While relationships are the foundation of networking, helping people is the objective. For an introvert it is easy to focus on helping a small group of people by providing leads, referrals, information, and ideas to others. Extroverts may think they are helping hundreds of people, but in reality they are failing to focus on the key relationships that are poised to make them succeed. This broad approach leads to mediocre results, because it is strong relationships that truly become mutually beneficial. To succeed at networking, an extrovert needs to likewise develop a small group of key relationships.

Introverts on Small Groups
Why only focus on a small group of people? Because networking succeeds when it creates a sense of obligation and urgency between two people. When someone provides you with a lead or referral you have an innate desire to help them in return. If they provide you with ten leads and ten referrals a month, now you have developed a healthy obligation to help them.
Most people perceive an obligation as a bad thing, yet introverts know that a strong sense of obligation is beneficial to developing a networking relationship. It creates urgency as both people work to help one another. The obligation that is developed by helping someone will keep you in the forefront of their mind, and them in the forefront of yours. As a result, both parties benefit as the relationship develops and they are actively motivated to help one another.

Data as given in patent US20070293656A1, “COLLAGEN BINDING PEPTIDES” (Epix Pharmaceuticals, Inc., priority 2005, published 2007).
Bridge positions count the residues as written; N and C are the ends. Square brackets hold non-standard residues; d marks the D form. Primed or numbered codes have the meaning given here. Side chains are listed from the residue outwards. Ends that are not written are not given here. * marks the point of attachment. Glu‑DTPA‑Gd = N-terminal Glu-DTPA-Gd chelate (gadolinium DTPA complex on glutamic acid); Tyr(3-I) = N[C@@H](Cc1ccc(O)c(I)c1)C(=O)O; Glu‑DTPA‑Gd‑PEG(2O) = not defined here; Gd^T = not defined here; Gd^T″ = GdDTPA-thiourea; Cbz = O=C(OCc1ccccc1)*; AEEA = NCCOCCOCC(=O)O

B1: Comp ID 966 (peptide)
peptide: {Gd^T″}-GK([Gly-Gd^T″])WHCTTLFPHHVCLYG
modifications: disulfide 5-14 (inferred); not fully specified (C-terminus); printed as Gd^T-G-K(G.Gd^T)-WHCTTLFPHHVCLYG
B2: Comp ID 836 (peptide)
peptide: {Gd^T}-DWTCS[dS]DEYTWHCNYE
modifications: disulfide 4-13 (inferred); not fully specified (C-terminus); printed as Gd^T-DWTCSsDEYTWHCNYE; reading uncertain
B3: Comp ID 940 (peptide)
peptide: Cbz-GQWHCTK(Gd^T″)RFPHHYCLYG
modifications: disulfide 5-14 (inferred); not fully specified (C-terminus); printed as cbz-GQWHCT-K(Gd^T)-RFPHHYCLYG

Success is based on your plan, not your relational tendencies
You are not going to succeed at networking just because you were born an extrovert. It is time to sit down and write out a list of your top ten key relationships that are poised to help you succeed. Then take those top ten relationships and start focusing on introvert networking; that is developing meaningful relationships with each of those people and focus on how you can help each of them succeed.

Article published in the June 2007 Edition of SMPS Marketer